Realizing the power linked to the social work practice may be a painful realization, particularly when in view of the manifold anti-oppressive ethics that aim at guiding its practice. For social workers identifying oneself as an oppressor may cause guilt and even paralysis feelings, more than ever, in instances where it is hard for the concerned person to disentangle himself/herself from privileged status. However, practitioners need to utilize the best practice methods in two-fold levels: first, they have to investigate to what extent their individual social status conforms to the dominant social status of the people holding power as per policy decisions alongside accepted societal norms (Hogewoning, 2012). Second, the practitioners have to explore to what degree they practice the so-termed as authoritative work. In its very nature as a helping profession, it is evident that social work has the power to be paternalistic; in other words, a social worker’s role is time and again helping or bestowing awareness on a susceptible client group. These workers are mandated to accept their roles as containing the ability to effect oppression in practice, mainly by homogenizing propensities among client groups, on top of treating clients with the anticipation of results that are ingrained in personal values embedded in the identity of the social worker. For instance, a social worker can unconsciously find himself/herself promoting a nuclear family model as the best result by supporting prescribed roles of gender around parenting and custody issues (Hogewoning, 2012). In this scenario, there may be evident contradiction between the social worker’s professional mandates and his/her religious inclinations that concern gender roles.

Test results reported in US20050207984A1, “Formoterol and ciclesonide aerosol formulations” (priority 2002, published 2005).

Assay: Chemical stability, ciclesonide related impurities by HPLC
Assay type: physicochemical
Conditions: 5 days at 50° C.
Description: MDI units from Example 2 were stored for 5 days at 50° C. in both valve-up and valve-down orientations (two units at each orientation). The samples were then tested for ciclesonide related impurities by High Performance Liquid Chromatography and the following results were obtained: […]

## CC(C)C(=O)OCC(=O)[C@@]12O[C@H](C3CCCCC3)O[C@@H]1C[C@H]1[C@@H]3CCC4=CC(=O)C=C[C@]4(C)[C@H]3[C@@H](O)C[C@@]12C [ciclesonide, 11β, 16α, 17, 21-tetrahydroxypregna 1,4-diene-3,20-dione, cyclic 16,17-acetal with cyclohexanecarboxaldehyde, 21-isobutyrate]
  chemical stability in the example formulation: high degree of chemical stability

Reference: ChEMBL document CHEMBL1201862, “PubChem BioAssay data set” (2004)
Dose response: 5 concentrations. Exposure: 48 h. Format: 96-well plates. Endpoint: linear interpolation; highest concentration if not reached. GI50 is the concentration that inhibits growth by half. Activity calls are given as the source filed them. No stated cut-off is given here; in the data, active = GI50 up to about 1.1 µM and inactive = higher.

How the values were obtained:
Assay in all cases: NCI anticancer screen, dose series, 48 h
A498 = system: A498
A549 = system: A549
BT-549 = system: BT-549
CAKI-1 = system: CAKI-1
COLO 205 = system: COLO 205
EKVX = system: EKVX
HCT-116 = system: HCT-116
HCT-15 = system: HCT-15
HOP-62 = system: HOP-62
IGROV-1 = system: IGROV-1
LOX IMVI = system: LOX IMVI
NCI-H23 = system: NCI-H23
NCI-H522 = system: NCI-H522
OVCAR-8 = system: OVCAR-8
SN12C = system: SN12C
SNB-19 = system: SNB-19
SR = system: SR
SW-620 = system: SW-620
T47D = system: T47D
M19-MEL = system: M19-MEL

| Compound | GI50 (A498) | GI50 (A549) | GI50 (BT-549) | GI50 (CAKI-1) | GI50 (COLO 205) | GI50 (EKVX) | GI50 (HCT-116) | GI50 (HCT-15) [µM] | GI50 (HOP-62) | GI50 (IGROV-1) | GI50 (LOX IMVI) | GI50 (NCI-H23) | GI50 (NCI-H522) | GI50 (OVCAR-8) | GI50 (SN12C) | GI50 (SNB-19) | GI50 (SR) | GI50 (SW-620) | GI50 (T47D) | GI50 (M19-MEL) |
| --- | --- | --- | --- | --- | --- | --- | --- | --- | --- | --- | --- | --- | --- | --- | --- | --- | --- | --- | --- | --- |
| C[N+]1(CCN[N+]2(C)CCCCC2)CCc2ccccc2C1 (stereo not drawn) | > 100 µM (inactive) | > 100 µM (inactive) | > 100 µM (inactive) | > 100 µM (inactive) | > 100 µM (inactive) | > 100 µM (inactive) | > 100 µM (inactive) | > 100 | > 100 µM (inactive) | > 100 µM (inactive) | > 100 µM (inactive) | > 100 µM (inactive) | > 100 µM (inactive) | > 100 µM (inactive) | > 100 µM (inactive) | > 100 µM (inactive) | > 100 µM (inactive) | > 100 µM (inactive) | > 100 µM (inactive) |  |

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- Dr. Mutinda Jackson (Autor), 2017, Social work and the role of religion, München, GRIN Verlag, https://www.grin.com/document/497646